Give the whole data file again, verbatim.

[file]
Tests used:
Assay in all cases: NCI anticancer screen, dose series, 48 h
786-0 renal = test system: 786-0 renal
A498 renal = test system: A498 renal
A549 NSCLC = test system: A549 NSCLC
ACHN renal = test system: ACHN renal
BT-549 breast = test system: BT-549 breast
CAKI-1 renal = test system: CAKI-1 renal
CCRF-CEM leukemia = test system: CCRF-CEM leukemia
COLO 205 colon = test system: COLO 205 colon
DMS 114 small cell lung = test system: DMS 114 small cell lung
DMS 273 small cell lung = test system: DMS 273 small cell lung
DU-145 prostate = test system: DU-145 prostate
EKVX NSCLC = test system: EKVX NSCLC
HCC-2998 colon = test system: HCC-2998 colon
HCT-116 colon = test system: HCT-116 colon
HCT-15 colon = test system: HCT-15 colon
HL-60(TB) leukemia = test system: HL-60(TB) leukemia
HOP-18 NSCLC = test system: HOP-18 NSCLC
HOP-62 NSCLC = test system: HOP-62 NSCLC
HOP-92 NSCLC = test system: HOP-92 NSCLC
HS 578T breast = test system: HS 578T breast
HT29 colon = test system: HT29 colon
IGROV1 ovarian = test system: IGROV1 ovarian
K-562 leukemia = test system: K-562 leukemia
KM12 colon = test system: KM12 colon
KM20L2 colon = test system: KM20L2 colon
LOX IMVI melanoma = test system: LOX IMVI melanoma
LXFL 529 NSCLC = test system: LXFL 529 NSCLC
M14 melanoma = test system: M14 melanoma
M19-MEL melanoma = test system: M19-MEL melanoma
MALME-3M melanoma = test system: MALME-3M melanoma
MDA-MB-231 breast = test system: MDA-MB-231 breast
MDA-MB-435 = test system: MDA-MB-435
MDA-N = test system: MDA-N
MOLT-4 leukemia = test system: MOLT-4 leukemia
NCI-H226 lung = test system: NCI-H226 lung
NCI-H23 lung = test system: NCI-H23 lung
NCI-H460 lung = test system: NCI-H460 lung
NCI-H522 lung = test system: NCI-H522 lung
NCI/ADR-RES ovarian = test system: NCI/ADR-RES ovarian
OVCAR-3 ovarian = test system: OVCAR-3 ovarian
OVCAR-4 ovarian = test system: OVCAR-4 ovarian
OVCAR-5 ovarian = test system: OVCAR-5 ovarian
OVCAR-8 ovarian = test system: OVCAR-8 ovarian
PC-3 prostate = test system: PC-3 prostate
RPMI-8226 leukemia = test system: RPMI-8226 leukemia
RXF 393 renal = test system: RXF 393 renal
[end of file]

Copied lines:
Tests used:
Assay in all cases: NCI anticancer screen, dose series, 48 h
786-0 renal = test system: 786-0 renal
A498 renal = test system: A498 renal
A549 NSCLC = test system: A549 NSCLC
ACHN renal = test system: ACHN renal
BT-549 breast = test system: BT-549 breast
CAKI-1 renal = test system: CAKI-1 renal
CCRF-CEM leukemia = test system: CCRF-CEM leukemia
COLO 205 colon = test system: COLO 205 colon
DMS 114 small cell lung = test system: DMS 114 small cell lung
DMS 273 small cell lung = test system: DMS 273 small cell lung
DU-145 prostate = test system: DU-145 prostate
EKVX NSCLC = test system: EKVX NSCLC
HCC-2998 colon = test system: HCC-2998 colon
HCT-116 colon = test system: HCT-116 colon
HCT-15 colon = test system: HCT-15 colon
HL-60(TB) leukemia = test system: HL-60(TB) leukemia
HOP-18 NSCLC = test system: HOP-18 NSCLC
HOP-62 NSCLC = test system: HOP-62 NSCLC
HOP-92 NSCLC = test system: HOP-92 NSCLC
HS 578T breast = test system: HS 578T breast
HT29 colon = test system: HT29 colon
IGROV1 ovarian = test system: IGROV1 ovarian
K-562 leukemia = test system: K-562 leukemia
KM12 colon = test system: KM12 colon
KM20L2 colon = test system: KM20L2 colon
LOX IMVI melanoma = test system: LOX IMVI melanoma
LXFL 529 NSCLC = test system: LXFL 529 NSCLC
M14 melanoma = test system: M14 melanoma
M19-MEL melanoma = test system: M19-MEL melanoma
MALME-3M melanoma = test system: MALME-3M melanoma
MDA-MB-231 breast = test system: MDA-MB-231 breast
MDA-MB-435 = test system: MDA-MB-435
MDA-N = test system: MDA-N
MOLT-4 leukemia = test system: MOLT-4 leukemia
NCI-H226 lung = test system: NCI-H226 lung
NCI-H23 lung = test system: NCI-H23 lung
NCI-H460 lung = test system: NCI-H460 lung
NCI-H522 lung = test system: NCI-H522 lung
NCI/ADR-RES ovarian = test system: NCI/ADR-RES ovarian
OVCAR-3 ovarian = test system: OVCAR-3 ovarian
OVCAR-4 ovarian = test system: OVCAR-4 ovarian
OVCAR-5 ovarian = test system: OVCAR-5 ovarian
OVCAR-8 ovarian = test system: OVCAR-8 ovarian
PC-3 prostate = test system: PC-3 prostate
RPMI-8226 leukemia = test system: RPMI-8226 leukemia
RXF 393 renal = test system: RXF 393 renal